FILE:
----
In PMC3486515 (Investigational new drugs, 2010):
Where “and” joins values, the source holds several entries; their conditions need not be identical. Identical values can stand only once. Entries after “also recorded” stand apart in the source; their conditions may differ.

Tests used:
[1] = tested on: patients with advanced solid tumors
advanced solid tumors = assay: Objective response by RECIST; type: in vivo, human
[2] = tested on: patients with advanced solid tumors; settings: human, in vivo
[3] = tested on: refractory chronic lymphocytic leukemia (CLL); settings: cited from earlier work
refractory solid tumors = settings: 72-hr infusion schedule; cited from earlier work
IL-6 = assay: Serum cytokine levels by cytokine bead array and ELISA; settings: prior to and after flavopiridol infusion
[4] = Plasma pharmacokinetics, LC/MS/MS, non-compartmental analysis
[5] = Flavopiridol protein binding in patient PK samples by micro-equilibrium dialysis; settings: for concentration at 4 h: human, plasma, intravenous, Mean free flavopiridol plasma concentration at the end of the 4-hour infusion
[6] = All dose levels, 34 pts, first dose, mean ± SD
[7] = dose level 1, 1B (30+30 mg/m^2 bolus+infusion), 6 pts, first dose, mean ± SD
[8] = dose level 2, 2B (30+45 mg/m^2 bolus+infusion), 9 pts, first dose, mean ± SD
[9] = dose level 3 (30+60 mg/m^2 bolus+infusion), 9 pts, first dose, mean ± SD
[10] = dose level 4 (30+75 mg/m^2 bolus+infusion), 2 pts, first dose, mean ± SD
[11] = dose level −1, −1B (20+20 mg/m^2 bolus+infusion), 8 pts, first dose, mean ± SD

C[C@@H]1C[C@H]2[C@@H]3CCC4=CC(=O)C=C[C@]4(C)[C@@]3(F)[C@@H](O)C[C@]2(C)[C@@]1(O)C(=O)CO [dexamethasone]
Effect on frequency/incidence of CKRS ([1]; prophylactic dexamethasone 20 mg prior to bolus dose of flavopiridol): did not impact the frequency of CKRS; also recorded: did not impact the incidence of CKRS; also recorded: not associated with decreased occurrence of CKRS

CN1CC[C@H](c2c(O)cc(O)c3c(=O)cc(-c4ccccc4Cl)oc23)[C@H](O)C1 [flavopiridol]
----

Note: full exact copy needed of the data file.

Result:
In PMC3486515 (Investigational new drugs, 2010):
Where “and” joins values, the source holds several entries; their conditions need not be identical. Identical values can stand only once. Entries after “also recorded” stand apart in the source; their conditions may differ.

Tests used:
[1] = tested on: patients with advanced solid tumors
advanced solid tumors = assay: Objective response by RECIST; type: in vivo, human
[2] = tested on: patients with advanced solid tumors; settings: human, in vivo
[3] = tested on: refractory chronic lymphocytic leukemia (CLL); settings: cited from earlier work
refractory solid tumors = settings: 72-hr infusion schedule; cited from earlier work
IL-6 = assay: Serum cytokine levels by cytokine bead array and ELISA; settings: prior to and after flavopiridol infusion
[4] = Plasma pharmacokinetics, LC/MS/MS, non-compartmental analysis
[5] = Flavopiridol protein binding in patient PK samples by micro-equilibrium dialysis; settings: for concentration at 4 h: human, plasma, intravenous, Mean free flavopiridol plasma concentration at the end of the 4-hour infusion
[6] = All dose levels, 34 pts, first dose, mean ± SD
[7] = dose level 1, 1B (30+30 mg/m^2 bolus+infusion), 6 pts, first dose, mean ± SD
[8] = dose level 2, 2B (30+45 mg/m^2 bolus+infusion), 9 pts, first dose, mean ± SD
[9] = dose level 3 (30+60 mg/m^2 bolus+infusion), 9 pts, first dose, mean ± SD
[10] = dose level 4 (30+75 mg/m^2 bolus+infusion), 2 pts, first dose, mean ± SD
[11] = dose level −1, −1B (20+20 mg/m^2 bolus+infusion), 8 pts, first dose, mean ± SD

C[C@@H]1C[C@H]2[C@@H]3CCC4=CC(=O)C=C[C@]4(C)[C@@]3(F)[C@@H](O)C[C@]2(C)[C@@]1(O)C(=O)CO [dexamethasone]
Effect on frequency/incidence of CKRS ([1]; prophylactic dexamethasone 20 mg prior to bolus dose of flavopiridol): did not impact the frequency of CKRS; also recorded: did not impact the incidence of CKRS; also recorded: not associated with decreased occurrence of CKRS

CN1CC[C@H](c2c(O)cc(O)c3c(=O)cc(-c4ccccc4Cl)oc23)[C@H](O)C1 [flavopiridol]